Shakespeare was the Larry David of His Day
Shakespeare certainly had a popular audience, one that enjoyed the occasional fart joke, sex reference, and sword fight. Of course, Shakespeare also includes poetry, history, and philosophy in his work. I think the mixture of “high and low” is probably why Freud liked Shakespeare so much (although he fell for the brainless Shakespeare conspiracy nonsense about authorship).
The very presence of clowns (today’s equivalent of the crazy neighbor in a sitcom) in Shakespeare’s plays tells us that he liked a little comic relief, but also that he basically followed the contemporary dramatic format of his time. Clowns were just another convention of theater. Everyone used them. Shakespeare wasn’t so much a radical genius as he was someone who became really good at the conventional form, and made a bunch of dough in the process.
You could say he was the Larry David of his day. David took the standard late 80’s/early 90’s sitcom format and was very successful at appealing to an audience while pushing it in some new creative directions. Looking back, Seinfeld is not all that different from most sitcoms of that time. (After all, it’s a 20 minute comedy show about bumbling New Yorkers…that could describe many things on TV.) However, there’s a chance it may come to stand out in television history as a kind of breakthrough, or at least as an exceptionally well-done version of what was popular at the time.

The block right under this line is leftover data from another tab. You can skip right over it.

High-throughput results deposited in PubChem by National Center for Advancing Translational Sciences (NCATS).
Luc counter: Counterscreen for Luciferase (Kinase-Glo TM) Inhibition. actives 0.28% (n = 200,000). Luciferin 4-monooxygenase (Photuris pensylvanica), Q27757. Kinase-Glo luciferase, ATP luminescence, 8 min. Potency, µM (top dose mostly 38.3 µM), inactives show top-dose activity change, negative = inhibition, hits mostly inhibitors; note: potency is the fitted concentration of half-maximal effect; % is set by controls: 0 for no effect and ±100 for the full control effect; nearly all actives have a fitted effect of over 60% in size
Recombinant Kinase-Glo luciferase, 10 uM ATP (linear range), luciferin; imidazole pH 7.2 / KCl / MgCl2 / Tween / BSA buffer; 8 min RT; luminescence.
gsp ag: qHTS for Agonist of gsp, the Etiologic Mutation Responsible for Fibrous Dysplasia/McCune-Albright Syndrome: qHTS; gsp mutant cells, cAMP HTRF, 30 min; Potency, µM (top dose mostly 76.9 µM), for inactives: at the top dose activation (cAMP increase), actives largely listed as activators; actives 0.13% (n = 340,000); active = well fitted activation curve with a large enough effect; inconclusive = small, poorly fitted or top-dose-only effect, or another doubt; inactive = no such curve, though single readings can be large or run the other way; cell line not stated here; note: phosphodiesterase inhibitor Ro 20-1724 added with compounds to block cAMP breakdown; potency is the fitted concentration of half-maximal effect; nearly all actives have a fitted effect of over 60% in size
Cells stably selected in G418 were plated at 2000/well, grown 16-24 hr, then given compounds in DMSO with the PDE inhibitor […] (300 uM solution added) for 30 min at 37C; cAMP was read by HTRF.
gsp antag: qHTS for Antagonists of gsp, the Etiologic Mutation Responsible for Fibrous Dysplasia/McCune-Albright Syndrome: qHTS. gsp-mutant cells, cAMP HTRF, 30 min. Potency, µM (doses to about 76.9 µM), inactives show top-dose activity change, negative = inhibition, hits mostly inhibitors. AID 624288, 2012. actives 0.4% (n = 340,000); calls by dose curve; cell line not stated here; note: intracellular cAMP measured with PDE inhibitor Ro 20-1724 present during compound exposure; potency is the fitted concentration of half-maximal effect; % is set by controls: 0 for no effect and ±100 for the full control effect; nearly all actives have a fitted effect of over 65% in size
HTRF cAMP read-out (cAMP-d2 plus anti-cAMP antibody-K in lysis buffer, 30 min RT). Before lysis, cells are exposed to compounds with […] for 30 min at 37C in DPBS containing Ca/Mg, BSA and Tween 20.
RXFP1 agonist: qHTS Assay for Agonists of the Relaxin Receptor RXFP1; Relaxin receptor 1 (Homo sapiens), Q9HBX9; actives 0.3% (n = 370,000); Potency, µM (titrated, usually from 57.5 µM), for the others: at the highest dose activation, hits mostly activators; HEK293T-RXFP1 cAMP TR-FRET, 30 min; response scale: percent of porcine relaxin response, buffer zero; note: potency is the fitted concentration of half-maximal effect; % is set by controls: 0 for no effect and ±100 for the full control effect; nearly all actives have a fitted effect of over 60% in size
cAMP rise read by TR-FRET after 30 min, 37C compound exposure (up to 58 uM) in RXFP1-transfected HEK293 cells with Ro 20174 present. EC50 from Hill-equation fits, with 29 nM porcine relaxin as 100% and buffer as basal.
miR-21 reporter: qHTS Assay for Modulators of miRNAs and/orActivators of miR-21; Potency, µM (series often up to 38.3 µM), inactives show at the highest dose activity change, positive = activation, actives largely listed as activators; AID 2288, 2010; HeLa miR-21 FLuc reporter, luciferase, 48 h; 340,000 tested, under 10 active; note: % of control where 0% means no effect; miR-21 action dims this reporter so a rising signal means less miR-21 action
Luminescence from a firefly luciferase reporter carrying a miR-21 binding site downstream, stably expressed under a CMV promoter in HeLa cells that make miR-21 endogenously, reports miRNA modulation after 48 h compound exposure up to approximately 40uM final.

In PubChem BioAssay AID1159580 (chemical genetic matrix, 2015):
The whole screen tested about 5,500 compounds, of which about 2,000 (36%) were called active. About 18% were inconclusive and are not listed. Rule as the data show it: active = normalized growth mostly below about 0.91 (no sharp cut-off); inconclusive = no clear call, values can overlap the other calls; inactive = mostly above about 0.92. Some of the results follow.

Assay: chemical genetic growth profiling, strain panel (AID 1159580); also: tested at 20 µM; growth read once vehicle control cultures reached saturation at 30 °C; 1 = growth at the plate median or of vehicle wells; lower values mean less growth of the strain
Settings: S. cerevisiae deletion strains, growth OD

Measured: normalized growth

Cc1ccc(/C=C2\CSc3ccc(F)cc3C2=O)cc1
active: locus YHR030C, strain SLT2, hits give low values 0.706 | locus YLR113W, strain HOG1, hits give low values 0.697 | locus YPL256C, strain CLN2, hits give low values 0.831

This is all just barroom talk from me (Not literally; I’m using an idiom, Shakespeare’s chosen weapon, and I’m definitely NOT in a bar at 10:00 am. Instead I’m grading research papers, or I’m supposed to be), but I think it’s important that Shakespeare isn’t placed on a pedestal, not because he isn’t great. He certainly is, but because it obscures the context and point of his work to re-cast him as some legendary literary genius from another planet.
Posted by Andrew Neuendorf on April 12, 2012